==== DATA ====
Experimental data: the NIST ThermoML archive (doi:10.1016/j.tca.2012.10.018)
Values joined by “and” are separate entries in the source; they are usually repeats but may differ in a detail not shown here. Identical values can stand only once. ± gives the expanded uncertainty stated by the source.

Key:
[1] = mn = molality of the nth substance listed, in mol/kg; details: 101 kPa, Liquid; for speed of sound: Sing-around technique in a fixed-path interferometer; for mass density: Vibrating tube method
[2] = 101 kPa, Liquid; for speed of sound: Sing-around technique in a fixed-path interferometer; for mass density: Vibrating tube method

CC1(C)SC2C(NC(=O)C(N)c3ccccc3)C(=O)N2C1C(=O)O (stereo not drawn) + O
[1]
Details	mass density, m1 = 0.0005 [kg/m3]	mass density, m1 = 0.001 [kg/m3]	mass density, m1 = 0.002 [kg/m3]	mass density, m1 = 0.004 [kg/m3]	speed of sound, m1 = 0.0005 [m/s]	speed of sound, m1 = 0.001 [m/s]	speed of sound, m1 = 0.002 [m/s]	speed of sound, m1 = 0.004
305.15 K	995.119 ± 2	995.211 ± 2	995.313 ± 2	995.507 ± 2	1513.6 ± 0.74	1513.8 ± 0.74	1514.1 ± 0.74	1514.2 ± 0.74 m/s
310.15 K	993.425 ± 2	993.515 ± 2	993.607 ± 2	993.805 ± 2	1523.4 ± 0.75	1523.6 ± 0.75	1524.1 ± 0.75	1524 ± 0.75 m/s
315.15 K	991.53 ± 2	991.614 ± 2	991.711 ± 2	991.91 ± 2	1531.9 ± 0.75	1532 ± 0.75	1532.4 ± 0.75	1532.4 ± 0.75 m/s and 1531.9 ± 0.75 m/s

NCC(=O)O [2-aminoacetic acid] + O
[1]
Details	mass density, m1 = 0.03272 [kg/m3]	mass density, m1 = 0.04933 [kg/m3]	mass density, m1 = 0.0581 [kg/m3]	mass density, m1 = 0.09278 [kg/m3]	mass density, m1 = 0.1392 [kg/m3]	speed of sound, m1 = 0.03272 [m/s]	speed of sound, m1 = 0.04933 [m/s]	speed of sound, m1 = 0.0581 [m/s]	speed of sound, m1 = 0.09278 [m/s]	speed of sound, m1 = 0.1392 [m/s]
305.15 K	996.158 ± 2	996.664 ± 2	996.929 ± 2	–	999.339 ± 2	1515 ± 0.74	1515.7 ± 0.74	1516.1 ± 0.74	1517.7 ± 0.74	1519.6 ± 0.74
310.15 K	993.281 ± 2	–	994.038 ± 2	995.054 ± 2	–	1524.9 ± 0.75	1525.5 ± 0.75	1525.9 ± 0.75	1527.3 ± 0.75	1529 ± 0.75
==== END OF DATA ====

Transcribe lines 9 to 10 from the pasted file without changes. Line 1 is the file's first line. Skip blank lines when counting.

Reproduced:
305.15 K	995.119 ± 2	995.211 ± 2	995.313 ± 2	995.507 ± 2	1513.6 ± 0.74	1513.8 ± 0.74	1514.1 ± 0.74	1514.2 ± 0.74 m/s
310.15 K	993.425 ± 2	993.515 ± 2	993.607 ± 2	993.805 ± 2	1523.4 ± 0.75	1523.6 ± 0.75	1524.1 ± 0.75	1524 ± 0.75 m/s